Published on: Feb 19 2020
Meet Dr. Maria Marco, in conversation with Nathan Pratt from the Kerry Health and Nutrition Institute
Nathan: What is your focus within microbiome research?
Maria: My goal is to take our understanding of probiotics, fermented foods, and the microbiome to the next level. This means not just understanding health benefits certain probiotics may have, but how they actually interact with the environment of our gastrointestinal tract.
Probiotics are living organisms that we introduce to our bodies’ living, dynamic environments. The more we understand about how they interact with this environment, the microbes that already live there, and the food we eat, the better solutions we can find for human health and food safety.
What sparked your interest in science?
The first thing that comes to my mind is my love of astronomy in elementary school. I remember being so excited by the space shuttle launches and learnings in the 1980s, and even kept a notebook of facts and newspaper clippings about the galaxy. I didn’t want to be an astronaut. I was just fascinated by the galaxy, and that people could study something so nebulous and far away.
I think this attraction to the mystery and complexity of the natural world has been the driver of my lifelong interest in science. In high school biology, I learned that animals and cells can hold the same complexity as outer space, despite being on a much smaller scale. That is when I really began my path on the career I have today.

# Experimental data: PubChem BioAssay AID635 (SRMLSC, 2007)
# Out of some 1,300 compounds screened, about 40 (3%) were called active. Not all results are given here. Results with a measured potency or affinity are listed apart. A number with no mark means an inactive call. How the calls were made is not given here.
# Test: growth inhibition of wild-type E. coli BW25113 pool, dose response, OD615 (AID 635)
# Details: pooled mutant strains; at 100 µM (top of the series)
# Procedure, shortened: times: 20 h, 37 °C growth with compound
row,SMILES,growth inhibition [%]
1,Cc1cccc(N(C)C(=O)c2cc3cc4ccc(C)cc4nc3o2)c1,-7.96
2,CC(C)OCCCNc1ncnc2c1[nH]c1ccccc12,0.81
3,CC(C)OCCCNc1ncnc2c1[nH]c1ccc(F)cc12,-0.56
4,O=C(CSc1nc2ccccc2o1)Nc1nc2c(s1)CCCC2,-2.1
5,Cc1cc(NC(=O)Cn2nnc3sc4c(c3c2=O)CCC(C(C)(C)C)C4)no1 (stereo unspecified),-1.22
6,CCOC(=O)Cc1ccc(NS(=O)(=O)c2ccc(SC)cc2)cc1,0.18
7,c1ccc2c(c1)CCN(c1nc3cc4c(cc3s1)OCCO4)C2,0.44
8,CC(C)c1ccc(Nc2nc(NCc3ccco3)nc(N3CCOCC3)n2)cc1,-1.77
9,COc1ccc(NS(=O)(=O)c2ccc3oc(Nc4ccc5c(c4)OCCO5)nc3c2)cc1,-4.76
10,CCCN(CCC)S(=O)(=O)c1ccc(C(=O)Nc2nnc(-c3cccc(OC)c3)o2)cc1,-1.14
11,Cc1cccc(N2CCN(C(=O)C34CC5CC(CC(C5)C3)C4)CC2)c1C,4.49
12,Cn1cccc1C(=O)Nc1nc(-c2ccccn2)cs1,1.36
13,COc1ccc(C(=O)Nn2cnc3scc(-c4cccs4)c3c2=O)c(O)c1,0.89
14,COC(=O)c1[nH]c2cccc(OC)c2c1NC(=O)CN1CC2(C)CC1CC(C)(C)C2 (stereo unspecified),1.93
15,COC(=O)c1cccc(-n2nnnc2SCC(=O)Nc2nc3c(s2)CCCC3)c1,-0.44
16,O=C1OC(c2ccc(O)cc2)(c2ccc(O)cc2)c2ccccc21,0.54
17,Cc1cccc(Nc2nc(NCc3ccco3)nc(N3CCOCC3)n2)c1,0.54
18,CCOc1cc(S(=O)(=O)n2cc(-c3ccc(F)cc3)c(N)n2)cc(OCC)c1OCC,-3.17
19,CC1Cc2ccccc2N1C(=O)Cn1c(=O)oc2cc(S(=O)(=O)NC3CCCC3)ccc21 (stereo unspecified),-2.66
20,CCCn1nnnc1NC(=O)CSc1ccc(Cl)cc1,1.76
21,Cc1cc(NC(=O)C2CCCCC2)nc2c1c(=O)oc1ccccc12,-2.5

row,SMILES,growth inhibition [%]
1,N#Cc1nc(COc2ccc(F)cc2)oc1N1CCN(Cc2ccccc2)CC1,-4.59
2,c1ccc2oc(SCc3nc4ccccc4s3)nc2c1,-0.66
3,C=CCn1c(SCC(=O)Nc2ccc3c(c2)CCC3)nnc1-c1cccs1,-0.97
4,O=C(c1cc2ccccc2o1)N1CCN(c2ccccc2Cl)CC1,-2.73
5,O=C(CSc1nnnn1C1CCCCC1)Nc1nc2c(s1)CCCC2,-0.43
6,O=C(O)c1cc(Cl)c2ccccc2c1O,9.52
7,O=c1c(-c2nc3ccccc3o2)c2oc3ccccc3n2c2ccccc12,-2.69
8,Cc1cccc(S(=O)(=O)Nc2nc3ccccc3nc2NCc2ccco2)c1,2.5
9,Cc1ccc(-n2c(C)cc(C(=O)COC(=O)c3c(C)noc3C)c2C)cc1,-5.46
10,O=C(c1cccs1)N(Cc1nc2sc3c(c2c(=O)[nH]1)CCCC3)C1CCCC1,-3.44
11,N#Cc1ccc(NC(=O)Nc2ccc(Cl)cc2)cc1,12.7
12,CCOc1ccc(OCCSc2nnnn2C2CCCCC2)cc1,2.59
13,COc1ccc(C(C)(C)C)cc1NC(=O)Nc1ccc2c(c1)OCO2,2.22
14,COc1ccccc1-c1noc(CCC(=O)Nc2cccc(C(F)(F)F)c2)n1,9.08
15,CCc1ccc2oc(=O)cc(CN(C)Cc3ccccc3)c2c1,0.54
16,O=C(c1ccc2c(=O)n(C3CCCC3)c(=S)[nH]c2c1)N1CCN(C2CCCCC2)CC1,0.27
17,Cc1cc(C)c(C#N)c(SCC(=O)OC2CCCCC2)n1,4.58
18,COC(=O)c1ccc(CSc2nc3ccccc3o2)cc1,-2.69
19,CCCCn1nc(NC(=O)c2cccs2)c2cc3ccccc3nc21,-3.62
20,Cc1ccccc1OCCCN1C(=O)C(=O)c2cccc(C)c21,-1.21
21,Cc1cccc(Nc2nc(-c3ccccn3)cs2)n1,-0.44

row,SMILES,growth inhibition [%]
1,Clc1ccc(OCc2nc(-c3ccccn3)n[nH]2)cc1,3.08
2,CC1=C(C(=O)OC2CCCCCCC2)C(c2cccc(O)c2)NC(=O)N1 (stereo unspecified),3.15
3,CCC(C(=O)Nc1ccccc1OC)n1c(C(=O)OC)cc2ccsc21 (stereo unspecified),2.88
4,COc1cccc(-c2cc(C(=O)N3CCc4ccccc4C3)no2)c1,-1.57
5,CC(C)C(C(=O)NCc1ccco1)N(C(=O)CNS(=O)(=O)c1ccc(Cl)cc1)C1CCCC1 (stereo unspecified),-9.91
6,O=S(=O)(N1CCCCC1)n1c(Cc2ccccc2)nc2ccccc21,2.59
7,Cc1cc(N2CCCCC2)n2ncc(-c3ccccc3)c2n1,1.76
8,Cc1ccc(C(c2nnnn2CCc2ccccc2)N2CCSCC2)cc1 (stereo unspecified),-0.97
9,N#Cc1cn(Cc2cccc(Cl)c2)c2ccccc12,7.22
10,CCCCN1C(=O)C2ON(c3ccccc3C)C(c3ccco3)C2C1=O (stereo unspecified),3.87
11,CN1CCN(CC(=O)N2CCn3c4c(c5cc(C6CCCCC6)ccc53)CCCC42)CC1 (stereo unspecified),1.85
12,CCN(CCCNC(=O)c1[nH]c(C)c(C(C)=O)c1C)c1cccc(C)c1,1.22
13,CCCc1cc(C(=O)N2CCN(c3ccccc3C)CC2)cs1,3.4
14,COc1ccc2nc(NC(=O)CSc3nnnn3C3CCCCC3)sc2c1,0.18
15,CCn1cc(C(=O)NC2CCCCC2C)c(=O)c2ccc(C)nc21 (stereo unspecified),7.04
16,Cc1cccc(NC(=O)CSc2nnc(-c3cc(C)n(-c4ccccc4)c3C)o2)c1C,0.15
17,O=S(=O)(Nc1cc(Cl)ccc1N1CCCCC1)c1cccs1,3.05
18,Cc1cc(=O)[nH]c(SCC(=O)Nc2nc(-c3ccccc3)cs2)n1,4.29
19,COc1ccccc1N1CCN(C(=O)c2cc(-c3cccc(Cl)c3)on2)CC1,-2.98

Why did you choose to study microbiology?
When I began learning about microbiology, I realized it allowed me to apply science to something practical, something beyond the theoretical parts of science. It’s fascinating to me to learn about microbiology at a cellular level, but the fact that it links directly to disease and medicine, environmental science, food safety, and more was the reason it drew me in.
As I began learning about fermented foods, I connected with the link this area of science has to ancient food preservation practices, processes humans were using long before modern times. I love to think about the role of women in developing these processes so long ago, and how women are now involved in all aspects of science with a much greater scope.
What are the most exciting discoveries you’ve contributed to?
The most exciting discovery I’ve been a part of is investigating the way probiotics respond to being in the digestive tract.
Think about going to a new place, like a new city or country. There’s a lot to take in and adjust to, like changes in temperature or weather, different landscapes like mountains, different languages or cultures, and so on.
In much the same way, probiotics have a journey through our digestive tract. A microbe has its own way of sensing what’s going on around it. Are there other microbes around that it needs to defend itself against? Is there food around?
By using certain scientific techniques, we’re able to sense how a microbe changes its gene expression and protein synthesis in real time to adjust to its environment.